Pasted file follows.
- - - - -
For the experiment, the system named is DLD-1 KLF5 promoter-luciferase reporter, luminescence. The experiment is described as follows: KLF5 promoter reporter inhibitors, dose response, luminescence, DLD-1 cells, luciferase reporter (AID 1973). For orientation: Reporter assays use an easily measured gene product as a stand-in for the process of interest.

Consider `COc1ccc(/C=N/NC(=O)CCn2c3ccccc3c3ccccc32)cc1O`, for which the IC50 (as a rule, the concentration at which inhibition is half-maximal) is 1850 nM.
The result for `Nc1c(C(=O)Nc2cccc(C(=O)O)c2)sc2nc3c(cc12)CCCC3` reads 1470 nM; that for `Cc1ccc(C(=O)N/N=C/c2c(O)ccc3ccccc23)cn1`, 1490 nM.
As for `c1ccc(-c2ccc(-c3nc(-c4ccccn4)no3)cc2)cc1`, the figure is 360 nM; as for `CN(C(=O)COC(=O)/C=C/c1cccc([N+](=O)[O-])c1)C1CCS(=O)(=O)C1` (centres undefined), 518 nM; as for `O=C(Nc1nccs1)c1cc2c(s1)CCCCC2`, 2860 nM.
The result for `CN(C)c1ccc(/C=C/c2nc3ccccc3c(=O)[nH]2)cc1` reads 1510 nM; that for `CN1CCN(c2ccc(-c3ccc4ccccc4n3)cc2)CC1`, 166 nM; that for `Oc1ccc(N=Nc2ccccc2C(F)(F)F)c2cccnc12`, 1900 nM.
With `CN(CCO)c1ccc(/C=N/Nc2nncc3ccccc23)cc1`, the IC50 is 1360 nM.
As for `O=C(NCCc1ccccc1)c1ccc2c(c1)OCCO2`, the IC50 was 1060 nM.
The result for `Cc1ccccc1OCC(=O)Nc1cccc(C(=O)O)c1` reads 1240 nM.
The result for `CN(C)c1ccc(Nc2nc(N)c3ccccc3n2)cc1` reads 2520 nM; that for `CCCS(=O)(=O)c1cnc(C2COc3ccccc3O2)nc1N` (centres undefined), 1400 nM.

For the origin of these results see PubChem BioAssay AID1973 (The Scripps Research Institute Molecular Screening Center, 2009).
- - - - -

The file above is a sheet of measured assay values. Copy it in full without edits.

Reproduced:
For the experiment, the system named is DLD-1 KLF5 promoter-luciferase reporter, luminescence. The experiment is described as follows: KLF5 promoter reporter inhibitors, dose response, luminescence, DLD-1 cells, luciferase reporter (AID 1973). For orientation: Reporter assays use an easily measured gene product as a stand-in for the process of interest.

Consider `COc1ccc(/C=N/NC(=O)CCn2c3ccccc3c3ccccc32)cc1O`, for which the IC50 (as a rule, the concentration at which inhibition is half-maximal) is 1850 nM.
The result for `Nc1c(C(=O)Nc2cccc(C(=O)O)c2)sc2nc3c(cc12)CCCC3` reads 1470 nM; that for `Cc1ccc(C(=O)N/N=C/c2c(O)ccc3ccccc23)cn1`, 1490 nM.
As for `c1ccc(-c2ccc(-c3nc(-c4ccccn4)no3)cc2)cc1`, the figure is 360 nM; as for `CN(C(=O)COC(=O)/C=C/c1cccc([N+](=O)[O-])c1)C1CCS(=O)(=O)C1` (centres undefined), 518 nM; as for `O=C(Nc1nccs1)c1cc2c(s1)CCCCC2`, 2860 nM.
The result for `CN(C)c1ccc(/C=C/c2nc3ccccc3c(=O)[nH]2)cc1` reads 1510 nM; that for `CN1CCN(c2ccc(-c3ccc4ccccc4n3)cc2)CC1`, 166 nM; that for `Oc1ccc(N=Nc2ccccc2C(F)(F)F)c2cccnc12`, 1900 nM.
With `CN(CCO)c1ccc(/C=N/Nc2nncc3ccccc23)cc1`, the IC50 is 1360 nM.
As for `O=C(NCCc1ccccc1)c1ccc2c(c1)OCCO2`, the IC50 was 1060 nM.
The result for `Cc1ccccc1OCC(=O)Nc1cccc(C(=O)O)c1` reads 1240 nM.
The result for `CN(C)c1ccc(Nc2nc(N)c3ccccc3n2)cc1` reads 2520 nM; that for `CCCS(=O)(=O)c1cnc(C2COc3ccccc3O2)nc1N` (centres undefined), 1400 nM.

For the origin of these results see PubChem BioAssay AID1973 (The Scripps Research Institute Molecular Screening Center, 2009).